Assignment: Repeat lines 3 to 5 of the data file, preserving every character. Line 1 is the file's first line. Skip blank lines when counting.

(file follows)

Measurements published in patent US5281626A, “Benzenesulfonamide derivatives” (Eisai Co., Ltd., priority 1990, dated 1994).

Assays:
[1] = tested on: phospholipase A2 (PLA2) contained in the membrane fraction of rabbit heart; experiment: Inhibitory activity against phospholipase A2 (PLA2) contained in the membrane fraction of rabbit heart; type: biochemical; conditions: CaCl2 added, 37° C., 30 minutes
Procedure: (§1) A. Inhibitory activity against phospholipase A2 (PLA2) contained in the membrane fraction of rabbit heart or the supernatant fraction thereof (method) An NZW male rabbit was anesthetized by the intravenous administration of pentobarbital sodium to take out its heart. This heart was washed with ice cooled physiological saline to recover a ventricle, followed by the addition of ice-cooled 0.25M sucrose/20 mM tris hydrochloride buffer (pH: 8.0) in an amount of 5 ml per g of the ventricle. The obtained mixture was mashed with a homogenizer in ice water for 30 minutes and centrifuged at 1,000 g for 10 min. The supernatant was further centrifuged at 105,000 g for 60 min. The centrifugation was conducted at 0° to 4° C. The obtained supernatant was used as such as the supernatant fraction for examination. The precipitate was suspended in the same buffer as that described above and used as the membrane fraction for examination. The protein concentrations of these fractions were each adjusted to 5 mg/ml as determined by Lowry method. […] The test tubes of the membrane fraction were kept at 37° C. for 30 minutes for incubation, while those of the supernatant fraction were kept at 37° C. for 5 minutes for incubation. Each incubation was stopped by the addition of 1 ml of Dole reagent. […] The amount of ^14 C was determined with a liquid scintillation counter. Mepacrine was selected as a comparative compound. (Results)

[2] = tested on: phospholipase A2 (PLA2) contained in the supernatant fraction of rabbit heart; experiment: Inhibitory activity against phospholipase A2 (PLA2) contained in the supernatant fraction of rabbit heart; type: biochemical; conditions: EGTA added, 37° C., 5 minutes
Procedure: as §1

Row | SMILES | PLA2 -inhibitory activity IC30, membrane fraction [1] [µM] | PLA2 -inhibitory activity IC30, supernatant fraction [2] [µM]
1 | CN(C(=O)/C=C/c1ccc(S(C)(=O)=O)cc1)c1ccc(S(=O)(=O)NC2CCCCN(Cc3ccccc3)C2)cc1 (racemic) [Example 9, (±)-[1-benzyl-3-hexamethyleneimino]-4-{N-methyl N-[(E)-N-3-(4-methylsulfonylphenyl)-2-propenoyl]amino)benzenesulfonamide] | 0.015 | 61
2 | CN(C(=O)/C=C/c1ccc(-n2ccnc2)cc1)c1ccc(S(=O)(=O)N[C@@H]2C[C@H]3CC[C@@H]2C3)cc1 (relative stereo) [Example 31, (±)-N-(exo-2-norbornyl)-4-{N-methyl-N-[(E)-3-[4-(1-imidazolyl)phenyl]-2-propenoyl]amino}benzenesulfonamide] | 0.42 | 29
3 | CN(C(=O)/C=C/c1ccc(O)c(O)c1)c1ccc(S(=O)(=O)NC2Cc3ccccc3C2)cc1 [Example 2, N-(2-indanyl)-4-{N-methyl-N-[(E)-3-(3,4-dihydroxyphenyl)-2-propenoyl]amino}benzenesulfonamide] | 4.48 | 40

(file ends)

[1] = tested on: phospholipase A2 (PLA2) contained in the membrane fraction of rabbit heart; experiment: Inhibitory activity against phospholipase A2 (PLA2) contained in the membrane fraction of rabbit heart; type: biochemical; conditions: CaCl2 added, 37° C., 30 minutes
Procedure: (§1) A. Inhibitory activity against phospholipase A2 (PLA2) contained in the membrane fraction of rabbit heart or the supernatant fraction thereof (method) An NZW male rabbit was anesthetized by the intravenous administration of pentobarbital sodium to take out its heart. This heart was washed with ice cooled physiological saline to recover a ventricle, followed by the addition of ice-cooled 0.25M sucrose/20 mM tris hydrochloride buffer (pH: 8.0) in an amount of 5 ml per g of the ventricle. The obtained mixture was mashed with a homogenizer in ice water for 30 minutes and centrifuged at 1,000 g for 10 min. The supernatant was further centrifuged at 105,000 g for 60 min. The centrifugation was conducted at 0° to 4° C. The obtained supernatant was used as such as the supernatant fraction for examination. The precipitate was suspended in the same buffer as that described above and used as the membrane fraction for examination. The protein concentrations of these fractions were each adjusted to 5 mg/ml as determined by Lowry method. […] The test tubes of the membrane fraction were kept at 37° C. for 30 minutes for incubation, while those of the supernatant fraction were kept at 37° C. for 5 minutes for incubation. Each incubation was stopped by the addition of 1 ml of Dole reagent. […] The amount of ^14 C was determined with a liquid scintillation counter. Mepacrine was selected as a comparative compound. (Results)

[2] = tested on: phospholipase A2 (PLA2) contained in the supernatant fraction of rabbit heart; experiment: Inhibitory activity against phospholipase A2 (PLA2) contained in the supernatant fraction of rabbit heart; type: biochemical; conditions: EGTA added, 37° C., 5 minutes